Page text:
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UCL Home  /  Geography  /  People  /  Research Students  /  Rachel Hunt

Rachel Hunt

Contact

IMG_0964.JPGAddress: Department of Geography, University College London, North-West Wing, Gower Street, London, WC1E 6BT

Email: rachel.hunt.18@ucl.ac.uk

Twitter: @Rachel_L_Hunt

LinkedIn: www.linkedin.com/in/rachel-louise-hunt

London NERC DTP website: https://london-nerc-dtp.org/profile/huntr/

Studentship funding: London NERC Doctoral Training Partnership (Cohort 5)

Supervisors:
Professor Mark Maslin - Department of Geography
Dr Carina Fearnley - Department of Science and Technology Studies
Dr Simon Day - Institute for Risk and Disaster Reduction

 

 

 

Current Research

Project title: Integrating Traditional and Scientific Knowledge for Cross-cultural Tsunami Communication and Education.

Abstract: Individuals and communities are known to respond in different ways to official tsunami warnings and natural tsunami warning signs. This research seeks to understand if and how people from different cultural backgrounds and socio-economic groups also respond differently to science-based tsunami education, the ways in which scientific tsunami information can be integrated with traditional knowledge and cultural worldviews, and the dependence of such integration on the chosen methods of communication. Documents and archives will be studied to examine the nature and content of official tsunami information and the methods currently used to communicate these warnings. Participant observation will be carried out during institutional meetings to investigate any planned or ongoing changes and additions to the warning technologies, practice, and policies in operation. Semi-structured interviews will be conducted to gain an understanding of perceptions held amongst officials regarding the influence of cultural backgrounds upon the effectiveness of official warnings. International as well as national-level warning specialists and emergency managers will be asked to take part in this study. These participants will be recruited from government institutions, public agencies, and research institutes in New Zealand and the United States of America.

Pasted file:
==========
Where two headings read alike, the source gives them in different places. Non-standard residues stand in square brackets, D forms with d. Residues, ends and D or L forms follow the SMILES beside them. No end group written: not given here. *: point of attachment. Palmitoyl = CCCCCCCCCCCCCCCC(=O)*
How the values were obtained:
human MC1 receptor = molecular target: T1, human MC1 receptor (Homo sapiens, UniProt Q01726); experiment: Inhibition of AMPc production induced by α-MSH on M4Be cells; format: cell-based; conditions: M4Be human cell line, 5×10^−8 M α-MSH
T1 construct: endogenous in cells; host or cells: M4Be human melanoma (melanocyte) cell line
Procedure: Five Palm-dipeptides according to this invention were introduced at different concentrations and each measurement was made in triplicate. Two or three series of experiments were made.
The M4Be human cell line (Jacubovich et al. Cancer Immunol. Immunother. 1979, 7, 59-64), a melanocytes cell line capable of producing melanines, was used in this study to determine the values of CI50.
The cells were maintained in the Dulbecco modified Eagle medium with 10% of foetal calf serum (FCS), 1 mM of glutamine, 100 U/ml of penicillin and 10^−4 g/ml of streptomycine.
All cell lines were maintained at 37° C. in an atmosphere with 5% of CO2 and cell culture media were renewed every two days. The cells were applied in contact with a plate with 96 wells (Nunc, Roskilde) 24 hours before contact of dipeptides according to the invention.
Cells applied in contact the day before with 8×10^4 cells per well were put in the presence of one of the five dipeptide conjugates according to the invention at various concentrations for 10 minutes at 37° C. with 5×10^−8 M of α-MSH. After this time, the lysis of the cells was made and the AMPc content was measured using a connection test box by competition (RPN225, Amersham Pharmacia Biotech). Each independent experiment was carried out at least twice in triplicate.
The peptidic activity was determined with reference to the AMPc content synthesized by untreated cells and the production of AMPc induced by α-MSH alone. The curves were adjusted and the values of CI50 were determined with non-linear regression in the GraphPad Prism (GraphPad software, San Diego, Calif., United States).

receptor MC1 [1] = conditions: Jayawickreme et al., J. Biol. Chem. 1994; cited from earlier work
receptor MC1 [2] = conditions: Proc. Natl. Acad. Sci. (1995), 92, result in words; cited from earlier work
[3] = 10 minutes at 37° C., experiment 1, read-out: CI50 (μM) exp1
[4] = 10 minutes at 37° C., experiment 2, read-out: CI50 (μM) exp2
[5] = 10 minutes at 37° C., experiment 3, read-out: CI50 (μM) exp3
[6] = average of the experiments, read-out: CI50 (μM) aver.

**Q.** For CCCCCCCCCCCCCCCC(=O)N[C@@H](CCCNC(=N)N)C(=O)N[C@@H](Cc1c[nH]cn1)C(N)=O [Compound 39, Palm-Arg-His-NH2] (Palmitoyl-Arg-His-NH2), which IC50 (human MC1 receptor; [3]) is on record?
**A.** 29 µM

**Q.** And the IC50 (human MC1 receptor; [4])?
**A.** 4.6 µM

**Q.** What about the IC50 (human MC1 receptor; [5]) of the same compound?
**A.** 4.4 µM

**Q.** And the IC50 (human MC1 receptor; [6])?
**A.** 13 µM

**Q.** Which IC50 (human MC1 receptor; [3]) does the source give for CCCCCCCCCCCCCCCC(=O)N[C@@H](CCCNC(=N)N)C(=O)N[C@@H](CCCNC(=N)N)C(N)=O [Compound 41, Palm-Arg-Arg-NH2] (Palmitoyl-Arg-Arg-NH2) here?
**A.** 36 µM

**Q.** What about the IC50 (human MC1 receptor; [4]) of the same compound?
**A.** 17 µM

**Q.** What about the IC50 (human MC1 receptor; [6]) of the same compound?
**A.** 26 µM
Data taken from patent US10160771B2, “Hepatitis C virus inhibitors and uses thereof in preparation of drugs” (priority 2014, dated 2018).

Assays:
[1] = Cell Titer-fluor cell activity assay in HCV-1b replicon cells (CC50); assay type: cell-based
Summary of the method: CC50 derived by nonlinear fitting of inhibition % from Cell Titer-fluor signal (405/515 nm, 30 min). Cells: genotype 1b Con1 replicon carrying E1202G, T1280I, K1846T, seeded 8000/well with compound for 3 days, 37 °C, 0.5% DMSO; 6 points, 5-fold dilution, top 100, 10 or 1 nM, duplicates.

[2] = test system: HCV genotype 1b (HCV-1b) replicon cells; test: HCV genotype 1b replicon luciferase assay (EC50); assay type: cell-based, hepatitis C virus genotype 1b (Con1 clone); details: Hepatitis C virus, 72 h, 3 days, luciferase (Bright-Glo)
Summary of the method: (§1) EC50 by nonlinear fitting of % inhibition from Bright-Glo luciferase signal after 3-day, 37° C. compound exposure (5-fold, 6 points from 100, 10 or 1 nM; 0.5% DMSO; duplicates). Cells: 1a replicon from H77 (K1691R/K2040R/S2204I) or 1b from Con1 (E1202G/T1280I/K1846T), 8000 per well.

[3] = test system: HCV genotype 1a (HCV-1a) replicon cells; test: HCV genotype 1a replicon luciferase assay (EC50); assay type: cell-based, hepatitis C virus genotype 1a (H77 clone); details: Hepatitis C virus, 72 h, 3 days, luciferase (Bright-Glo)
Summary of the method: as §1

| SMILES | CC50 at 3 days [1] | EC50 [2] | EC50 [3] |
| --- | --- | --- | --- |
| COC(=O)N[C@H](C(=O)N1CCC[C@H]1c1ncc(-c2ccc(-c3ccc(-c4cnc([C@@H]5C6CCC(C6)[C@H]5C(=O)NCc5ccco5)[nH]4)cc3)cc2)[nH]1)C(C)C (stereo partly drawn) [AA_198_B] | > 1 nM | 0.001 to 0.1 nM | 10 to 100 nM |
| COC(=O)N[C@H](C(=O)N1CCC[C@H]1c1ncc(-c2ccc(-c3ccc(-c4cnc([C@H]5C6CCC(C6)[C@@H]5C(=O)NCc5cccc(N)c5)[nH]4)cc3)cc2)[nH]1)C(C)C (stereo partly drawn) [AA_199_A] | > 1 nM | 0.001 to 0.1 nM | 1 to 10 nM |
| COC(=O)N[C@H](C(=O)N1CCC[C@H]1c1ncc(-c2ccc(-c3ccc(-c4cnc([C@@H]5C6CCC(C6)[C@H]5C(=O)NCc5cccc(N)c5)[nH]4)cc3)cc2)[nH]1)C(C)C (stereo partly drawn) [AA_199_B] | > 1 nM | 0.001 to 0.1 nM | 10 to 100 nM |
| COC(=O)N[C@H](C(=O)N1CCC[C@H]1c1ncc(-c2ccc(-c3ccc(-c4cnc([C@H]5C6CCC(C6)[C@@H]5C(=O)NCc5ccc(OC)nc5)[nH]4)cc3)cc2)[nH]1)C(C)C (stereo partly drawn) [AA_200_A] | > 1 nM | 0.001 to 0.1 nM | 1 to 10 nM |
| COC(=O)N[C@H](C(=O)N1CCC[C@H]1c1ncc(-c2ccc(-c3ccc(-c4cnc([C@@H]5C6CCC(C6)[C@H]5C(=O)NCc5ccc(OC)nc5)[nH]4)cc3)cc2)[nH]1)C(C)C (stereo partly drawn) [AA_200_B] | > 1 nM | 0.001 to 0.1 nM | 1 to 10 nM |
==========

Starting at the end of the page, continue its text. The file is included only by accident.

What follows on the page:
Policy Impact Statement: The aim of this study is to improve the understanding of cross-cultural tsunami responses to official warnings and natural warning signs, contributing to the development of tsunami-resilient communities. This research also aims to strengthen the design of education materials and methods for disaster risk reduction in culturally diverse communities worldwide that face threats from tsunamis and other natural hazards. It is hoped that this work will help to improve the understanding of cross-cultural tsunami responses to official warnings and natural warning signs in New Zealand, the United States of America, and worldwide.

Main Research Question: Can the integration of traditional and scientific knowledge delivered through a variety of hazard communication methods be used to improve the way different peoples respond to tsunami warnings?
Research Question 1: What is the nature and content of tsunami information from official national and international sources and what methods are used to communicate this information to the populations at risk?
Research Question 2: Does possession of traditional tsunami knowledge affect the ways in which populations receive and use official tsunami information?
Research Question 3: How can the integration of traditional and scientific knowledge be improved to produce more robust tsunami information?
Research Question 4: How can hazard communication methods be improved to better convey clear and easily interpretable tsunami information?

Biography

Academic Background:

University College London, 2018 - present, PhD Environmental Science
Project title: Integrating Traditional and Scientific Knowledge for Cross-cultural Tsunami Communication and Education.

University of Portsmouth, 2016 - 2017, MSc Geological and Environmental Hazards
Thesis title: The Effect of Earthquake Source Location and Moment Magnitude along the Philippine Trench on Tsunami Wave Propagation and Runup at the Eastern Philippine Coastlines.

University of Chester, 2012 - 2015, BSc (Hons) Geography and Natural Hazard Management
Dissertation title: Hazard Perception of Japanese Students in the Wake of the 2011 Tohoku Earthquake and Tsunami.